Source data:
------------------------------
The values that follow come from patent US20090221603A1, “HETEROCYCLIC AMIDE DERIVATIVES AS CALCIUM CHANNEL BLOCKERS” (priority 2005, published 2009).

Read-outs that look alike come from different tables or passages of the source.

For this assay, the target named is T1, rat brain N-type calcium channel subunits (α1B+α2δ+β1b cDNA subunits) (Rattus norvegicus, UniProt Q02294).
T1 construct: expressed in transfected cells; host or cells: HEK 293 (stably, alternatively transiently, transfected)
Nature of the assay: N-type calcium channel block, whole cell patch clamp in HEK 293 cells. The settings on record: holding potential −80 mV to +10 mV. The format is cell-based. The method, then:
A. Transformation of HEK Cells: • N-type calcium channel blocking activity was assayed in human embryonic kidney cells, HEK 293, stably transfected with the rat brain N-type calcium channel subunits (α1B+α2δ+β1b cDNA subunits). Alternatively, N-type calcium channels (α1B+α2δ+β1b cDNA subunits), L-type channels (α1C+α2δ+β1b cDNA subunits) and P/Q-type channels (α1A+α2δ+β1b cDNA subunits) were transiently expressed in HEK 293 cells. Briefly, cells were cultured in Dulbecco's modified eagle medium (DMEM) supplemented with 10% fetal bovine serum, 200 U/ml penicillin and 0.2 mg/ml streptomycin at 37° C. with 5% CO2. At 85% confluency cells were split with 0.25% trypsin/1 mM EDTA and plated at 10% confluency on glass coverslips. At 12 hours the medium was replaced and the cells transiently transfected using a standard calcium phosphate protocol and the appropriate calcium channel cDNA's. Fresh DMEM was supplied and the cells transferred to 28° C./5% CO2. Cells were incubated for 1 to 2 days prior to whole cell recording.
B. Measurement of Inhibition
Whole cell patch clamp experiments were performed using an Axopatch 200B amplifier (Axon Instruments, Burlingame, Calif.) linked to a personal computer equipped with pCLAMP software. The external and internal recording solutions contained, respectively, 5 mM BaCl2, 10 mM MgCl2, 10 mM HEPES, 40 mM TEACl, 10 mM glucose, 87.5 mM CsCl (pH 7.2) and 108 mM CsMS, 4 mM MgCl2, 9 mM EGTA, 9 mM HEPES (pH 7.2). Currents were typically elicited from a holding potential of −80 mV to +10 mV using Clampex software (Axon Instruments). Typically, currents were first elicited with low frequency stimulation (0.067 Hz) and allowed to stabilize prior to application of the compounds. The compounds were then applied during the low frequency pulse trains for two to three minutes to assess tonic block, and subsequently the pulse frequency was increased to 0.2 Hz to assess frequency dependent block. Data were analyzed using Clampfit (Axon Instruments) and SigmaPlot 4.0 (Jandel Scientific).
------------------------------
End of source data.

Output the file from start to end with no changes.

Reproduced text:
The values that follow come from patent US20090221603A1, “HETEROCYCLIC AMIDE DERIVATIVES AS CALCIUM CHANNEL BLOCKERS” (priority 2005, published 2009).

Read-outs that look alike come from different tables or passages of the source.

For this assay, the target named is T1, rat brain N-type calcium channel subunits (α1B+α2δ+β1b cDNA subunits) (Rattus norvegicus, UniProt Q02294).
T1 construct: expressed in transfected cells; host or cells: HEK 293 (stably, alternatively transiently, transfected)
Nature of the assay: N-type calcium channel block, whole cell patch clamp in HEK 293 cells. The settings on record: holding potential −80 mV to +10 mV. The format is cell-based. The method, then:
A. Transformation of HEK Cells: • N-type calcium channel blocking activity was assayed in human embryonic kidney cells, HEK 293, stably transfected with the rat brain N-type calcium channel subunits (α1B+α2δ+β1b cDNA subunits). Alternatively, N-type calcium channels (α1B+α2δ+β1b cDNA subunits), L-type channels (α1C+α2δ+β1b cDNA subunits) and P/Q-type channels (α1A+α2δ+β1b cDNA subunits) were transiently expressed in HEK 293 cells. Briefly, cells were cultured in Dulbecco's modified eagle medium (DMEM) supplemented with 10% fetal bovine serum, 200 U/ml penicillin and 0.2 mg/ml streptomycin at 37° C. with 5% CO2. At 85% confluency cells were split with 0.25% trypsin/1 mM EDTA and plated at 10% confluency on glass coverslips. At 12 hours the medium was replaced and the cells transiently transfected using a standard calcium phosphate protocol and the appropriate calcium channel cDNA's. Fresh DMEM was supplied and the cells transferred to 28° C./5% CO2. Cells were incubated for 1 to 2 days prior to whole cell recording.
B. Measurement of Inhibition
Whole cell patch clamp experiments were performed using an Axopatch 200B amplifier (Axon Instruments, Burlingame, Calif.) linked to a personal computer equipped with pCLAMP software. The external and internal recording solutions contained, respectively, 5 mM BaCl2, 10 mM MgCl2, 10 mM HEPES, 40 mM TEACl, 10 mM glucose, 87.5 mM CsCl (pH 7.2) and 108 mM CsMS, 4 mM MgCl2, 9 mM EGTA, 9 mM HEPES (pH 7.2). Currents were typically elicited from a holding potential of −80 mV to +10 mV using Clampex software (Axon Instruments). Typically, currents were first elicited with low frequency stimulation (0.067 Hz) and allowed to stabilize prior to application of the compounds. The compounds were then applied during the low frequency pulse trains for two to three minutes to assess tonic block, and subsequently the pulse frequency was increased to 0.2 Hz to assess frequency dependent block. Data were analyzed using Clampfit (Axon Instruments) and SigmaPlot 4.0 (Jandel Scientific).